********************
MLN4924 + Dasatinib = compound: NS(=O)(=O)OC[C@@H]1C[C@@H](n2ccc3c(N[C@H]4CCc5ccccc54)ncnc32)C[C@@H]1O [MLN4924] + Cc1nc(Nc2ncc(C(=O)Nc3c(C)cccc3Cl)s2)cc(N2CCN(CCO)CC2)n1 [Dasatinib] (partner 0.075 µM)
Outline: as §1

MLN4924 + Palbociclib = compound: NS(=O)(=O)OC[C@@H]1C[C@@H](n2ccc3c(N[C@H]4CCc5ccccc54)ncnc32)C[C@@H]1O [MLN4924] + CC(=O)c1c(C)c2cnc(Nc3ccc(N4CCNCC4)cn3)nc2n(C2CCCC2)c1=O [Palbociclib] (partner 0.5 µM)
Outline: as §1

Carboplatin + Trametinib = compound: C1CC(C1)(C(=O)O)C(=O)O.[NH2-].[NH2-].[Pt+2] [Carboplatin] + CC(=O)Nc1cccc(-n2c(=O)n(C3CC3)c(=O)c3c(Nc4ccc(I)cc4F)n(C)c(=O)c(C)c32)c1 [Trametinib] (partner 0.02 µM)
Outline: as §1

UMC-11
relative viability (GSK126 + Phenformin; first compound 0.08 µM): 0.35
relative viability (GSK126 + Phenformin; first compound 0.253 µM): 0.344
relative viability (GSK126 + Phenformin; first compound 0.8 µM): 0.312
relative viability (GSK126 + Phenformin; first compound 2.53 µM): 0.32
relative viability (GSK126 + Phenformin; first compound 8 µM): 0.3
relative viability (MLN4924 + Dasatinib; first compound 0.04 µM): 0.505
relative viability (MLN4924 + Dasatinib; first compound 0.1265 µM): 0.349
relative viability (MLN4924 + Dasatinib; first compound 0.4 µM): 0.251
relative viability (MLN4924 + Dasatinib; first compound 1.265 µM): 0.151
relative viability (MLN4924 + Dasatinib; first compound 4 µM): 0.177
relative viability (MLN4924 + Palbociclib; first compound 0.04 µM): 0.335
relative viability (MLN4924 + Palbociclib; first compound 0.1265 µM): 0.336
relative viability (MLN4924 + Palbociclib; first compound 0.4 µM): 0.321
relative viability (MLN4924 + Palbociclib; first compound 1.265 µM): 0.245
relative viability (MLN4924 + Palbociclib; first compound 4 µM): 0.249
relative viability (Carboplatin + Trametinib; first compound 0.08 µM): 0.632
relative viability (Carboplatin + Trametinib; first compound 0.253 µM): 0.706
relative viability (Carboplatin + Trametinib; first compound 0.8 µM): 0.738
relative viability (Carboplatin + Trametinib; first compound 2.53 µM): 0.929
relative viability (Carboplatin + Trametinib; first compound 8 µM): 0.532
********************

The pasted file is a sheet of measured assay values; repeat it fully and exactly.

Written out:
MLN4924 + Dasatinib = compound: NS(=O)(=O)OC[C@@H]1C[C@@H](n2ccc3c(N[C@H]4CCc5ccccc54)ncnc32)C[C@@H]1O [MLN4924] + Cc1nc(Nc2ncc(C(=O)Nc3c(C)cccc3Cl)s2)cc(N2CCN(CCO)CC2)n1 [Dasatinib] (partner 0.075 µM)
Outline: as §1

MLN4924 + Palbociclib = compound: NS(=O)(=O)OC[C@@H]1C[C@@H](n2ccc3c(N[C@H]4CCc5ccccc54)ncnc32)C[C@@H]1O [MLN4924] + CC(=O)c1c(C)c2cnc(Nc3ccc(N4CCNCC4)cn3)nc2n(C2CCCC2)c1=O [Palbociclib] (partner 0.5 µM)
Outline: as §1

Carboplatin + Trametinib = compound: C1CC(C1)(C(=O)O)C(=O)O.[NH2-].[NH2-].[Pt+2] [Carboplatin] + CC(=O)Nc1cccc(-n2c(=O)n(C3CC3)c(=O)c3c(Nc4ccc(I)cc4F)n(C)c(=O)c(C)c32)c1 [Trametinib] (partner 0.02 µM)
Outline: as §1

UMC-11
relative viability (GSK126 + Phenformin; first compound 0.08 µM): 0.35
relative viability (GSK126 + Phenformin; first compound 0.253 µM): 0.344
relative viability (GSK126 + Phenformin; first compound 0.8 µM): 0.312
relative viability (GSK126 + Phenformin; first compound 2.53 µM): 0.32
relative viability (GSK126 + Phenformin; first compound 8 µM): 0.3
relative viability (MLN4924 + Dasatinib; first compound 0.04 µM): 0.505
relative viability (MLN4924 + Dasatinib; first compound 0.1265 µM): 0.349
relative viability (MLN4924 + Dasatinib; first compound 0.4 µM): 0.251
relative viability (MLN4924 + Dasatinib; first compound 1.265 µM): 0.151
relative viability (MLN4924 + Dasatinib; first compound 4 µM): 0.177
relative viability (MLN4924 + Palbociclib; first compound 0.04 µM): 0.335
relative viability (MLN4924 + Palbociclib; first compound 0.1265 µM): 0.336
relative viability (MLN4924 + Palbociclib; first compound 0.4 µM): 0.321
relative viability (MLN4924 + Palbociclib; first compound 1.265 µM): 0.245
relative viability (MLN4924 + Palbociclib; first compound 4 µM): 0.249
relative viability (Carboplatin + Trametinib; first compound 0.08 µM): 0.632
relative viability (Carboplatin + Trametinib; first compound 0.253 µM): 0.706
relative viability (Carboplatin + Trametinib; first compound 0.8 µM): 0.738
relative viability (Carboplatin + Trametinib; first compound 2.53 µM): 0.929
relative viability (Carboplatin + Trametinib; first compound 8 µM): 0.532